University of Kansas Medical Center Kansas City, KS
Charlie Altfillisch, MD1, Mitesh Patel, MD2, Thomas J.. Mathews, MD3 1University of Kansas Medical Center, Kansas City, KS; 2University of Kansas, Kansas City, KS; 3University of Kansas Medical Center, Kansas City, MO
Introduction: Strongyloidiasis is a parasitic infection caused by the roundworm Strongyloides stercoralis and is typically contracted transcutaneously. Common symptoms are cutaneous and may involve respiratory and gastrointestinal systems, however, most patients are asymptomatic. The prevalence is higher in subtropical regions, with poor sanitation and hygiene, and affect both immunocompromised and immunocompetent hosts. Immunosuppression, diabetes, HIV and alcoholism are the most prominent risks factors for severe disease. Here we present a case of strongyloides diagnosed following a screening colonoscopy.
Case Description/Methods: A 63-year-old male, who had immigrated from Cuba at 22 years old, with a past medical history of alcoholism and bladder cancer presented for a screening colonoscopy. He noted a transient, pruritic rash of his back 6 months prior and intermittent nausea that was attributed to chemotherapy. However, he had no other illnesses nor medications. Colonoscopy findings included 14 polyps ranging in size from 3-15mm in size and pathology was consist with tubular adenomas. Biopsy results additionally revealed eosinophilic microabscess formation with rare fragments of parasitic organisms, most compatible with strongyloides. Additional evaluation was performed and revealed negative ova and parasites exam, elevated Strongyloides IgG, mild leukocytosis (11.7) and peripheral eosinophilia (16). He was prescribed a course of ivermectin. Follow-up lab work 3 months later revealed resolution of his peripheral eosinophilia.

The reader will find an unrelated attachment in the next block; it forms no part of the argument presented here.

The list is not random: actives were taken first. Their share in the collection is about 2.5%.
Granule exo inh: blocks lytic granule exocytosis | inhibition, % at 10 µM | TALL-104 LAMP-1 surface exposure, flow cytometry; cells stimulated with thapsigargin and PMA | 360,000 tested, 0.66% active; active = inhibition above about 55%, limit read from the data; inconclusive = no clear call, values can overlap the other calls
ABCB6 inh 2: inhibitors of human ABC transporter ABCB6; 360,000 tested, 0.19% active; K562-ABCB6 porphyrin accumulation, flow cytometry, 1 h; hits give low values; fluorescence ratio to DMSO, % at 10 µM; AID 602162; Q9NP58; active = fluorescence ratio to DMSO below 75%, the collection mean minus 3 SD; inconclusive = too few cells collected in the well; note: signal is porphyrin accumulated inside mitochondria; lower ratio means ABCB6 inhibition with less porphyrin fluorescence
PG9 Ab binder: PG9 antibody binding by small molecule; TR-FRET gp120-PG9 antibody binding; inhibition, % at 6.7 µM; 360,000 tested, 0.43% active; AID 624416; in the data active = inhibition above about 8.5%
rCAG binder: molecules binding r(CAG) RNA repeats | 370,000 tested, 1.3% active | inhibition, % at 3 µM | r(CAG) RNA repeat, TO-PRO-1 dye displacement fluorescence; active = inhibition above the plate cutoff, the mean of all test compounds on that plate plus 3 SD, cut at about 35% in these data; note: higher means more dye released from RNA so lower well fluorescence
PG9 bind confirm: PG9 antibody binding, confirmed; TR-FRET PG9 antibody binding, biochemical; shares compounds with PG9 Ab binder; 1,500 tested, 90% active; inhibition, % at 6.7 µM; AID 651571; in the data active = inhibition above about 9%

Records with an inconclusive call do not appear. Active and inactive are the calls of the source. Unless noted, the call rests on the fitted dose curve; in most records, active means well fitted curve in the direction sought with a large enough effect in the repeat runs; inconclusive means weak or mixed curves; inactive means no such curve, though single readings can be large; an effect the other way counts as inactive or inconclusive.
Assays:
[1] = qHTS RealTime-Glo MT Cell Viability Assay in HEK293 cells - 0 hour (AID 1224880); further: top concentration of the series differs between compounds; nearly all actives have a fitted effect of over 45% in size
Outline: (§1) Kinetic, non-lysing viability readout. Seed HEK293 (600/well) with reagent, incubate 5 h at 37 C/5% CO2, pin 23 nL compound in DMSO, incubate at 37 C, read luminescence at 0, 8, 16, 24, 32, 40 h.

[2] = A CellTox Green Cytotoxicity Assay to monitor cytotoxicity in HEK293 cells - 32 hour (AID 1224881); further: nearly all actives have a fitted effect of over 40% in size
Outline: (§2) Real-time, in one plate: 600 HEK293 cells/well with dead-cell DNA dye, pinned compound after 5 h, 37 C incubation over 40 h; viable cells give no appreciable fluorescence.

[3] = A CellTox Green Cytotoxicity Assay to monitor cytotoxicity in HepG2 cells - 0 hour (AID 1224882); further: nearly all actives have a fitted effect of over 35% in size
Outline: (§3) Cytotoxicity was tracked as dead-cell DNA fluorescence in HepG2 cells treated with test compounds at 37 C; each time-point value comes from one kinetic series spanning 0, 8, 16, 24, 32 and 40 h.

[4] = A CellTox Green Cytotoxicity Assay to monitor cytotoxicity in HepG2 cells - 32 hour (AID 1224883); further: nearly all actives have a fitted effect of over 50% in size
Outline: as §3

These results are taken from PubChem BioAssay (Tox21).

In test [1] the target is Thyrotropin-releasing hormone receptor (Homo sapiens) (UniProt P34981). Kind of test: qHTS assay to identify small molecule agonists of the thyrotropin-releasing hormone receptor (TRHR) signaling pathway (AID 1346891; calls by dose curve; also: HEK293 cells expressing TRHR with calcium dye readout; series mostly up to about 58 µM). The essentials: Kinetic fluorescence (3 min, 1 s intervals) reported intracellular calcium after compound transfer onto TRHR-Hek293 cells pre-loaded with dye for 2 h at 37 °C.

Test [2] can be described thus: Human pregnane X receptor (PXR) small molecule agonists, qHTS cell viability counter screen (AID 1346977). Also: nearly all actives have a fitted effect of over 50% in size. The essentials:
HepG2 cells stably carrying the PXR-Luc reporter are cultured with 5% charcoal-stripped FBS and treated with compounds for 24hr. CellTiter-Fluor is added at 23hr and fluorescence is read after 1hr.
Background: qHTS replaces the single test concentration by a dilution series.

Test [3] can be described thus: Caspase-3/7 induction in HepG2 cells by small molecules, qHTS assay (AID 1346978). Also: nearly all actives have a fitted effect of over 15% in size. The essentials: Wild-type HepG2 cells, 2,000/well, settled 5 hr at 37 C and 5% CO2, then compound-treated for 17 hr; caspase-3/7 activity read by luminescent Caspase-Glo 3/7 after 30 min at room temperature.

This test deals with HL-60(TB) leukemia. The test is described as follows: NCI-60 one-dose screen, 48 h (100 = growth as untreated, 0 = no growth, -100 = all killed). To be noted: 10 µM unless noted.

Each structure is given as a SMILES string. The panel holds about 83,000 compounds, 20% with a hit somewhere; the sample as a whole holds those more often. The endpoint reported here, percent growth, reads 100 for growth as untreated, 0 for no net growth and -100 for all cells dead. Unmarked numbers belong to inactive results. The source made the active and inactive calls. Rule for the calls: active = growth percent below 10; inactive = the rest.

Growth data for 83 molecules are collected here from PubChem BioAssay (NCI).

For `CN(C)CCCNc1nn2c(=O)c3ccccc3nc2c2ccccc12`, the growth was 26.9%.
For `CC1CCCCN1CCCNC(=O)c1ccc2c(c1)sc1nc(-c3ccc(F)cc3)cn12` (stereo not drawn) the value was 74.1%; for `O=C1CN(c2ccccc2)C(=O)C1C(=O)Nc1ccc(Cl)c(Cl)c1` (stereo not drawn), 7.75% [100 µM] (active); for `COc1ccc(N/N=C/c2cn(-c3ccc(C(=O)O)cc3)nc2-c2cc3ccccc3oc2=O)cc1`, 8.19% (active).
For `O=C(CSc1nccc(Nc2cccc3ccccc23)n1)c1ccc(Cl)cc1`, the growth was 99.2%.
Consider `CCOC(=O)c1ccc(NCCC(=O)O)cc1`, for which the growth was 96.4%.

Discussion: Strongyloides is a parasite that can cause chronic infections in humans. The life cycle of the parasite involves autoinfection, which can lead to persistent infections. The most common clinical manifestation is gastrointestinal symptoms, including diarrhea, abdominal pain and weight loss. In immunocompromised individuals, the infection can disseminate to other organs, potentially leading to death. The diagnosis is made by the detection of larvae in stool samples, however, this can have low sensitivity due to intermittent larval excretion. Serological tests can also be used to support diagnosis, especially in the case of chronic infections. Oral ivermectin or albendazole are used to treat strongyloidiasis. Treatment in immunocompromised patients may require higher doses or prolonged treatment regimens. Strongyloides should be considered in patients with chronic gastrointestinal symptoms and eosinophilia, especially from subtropical areas and areas with poor sanitation.
Figure: Eosinophilic microabscess and parasites visualized on histology
Charlie Altfillisch indicated no relevant financial relationships.
Mitesh Patel indicated no relevant financial relationships.
Thomas Mathews indicated no relevant financial relationships.
Charlie Altfillisch, MD1, Mitesh Patel, MD2, Thomas J.. Mathews, MD3. P1686 - A Case of Strongyloidiasis Diagnosed by a Screening Colonoscopy, ACG 2023 Annual Scientific Meeting Abstracts. Vancouver, BC, Canada: American College of Gastroenterology.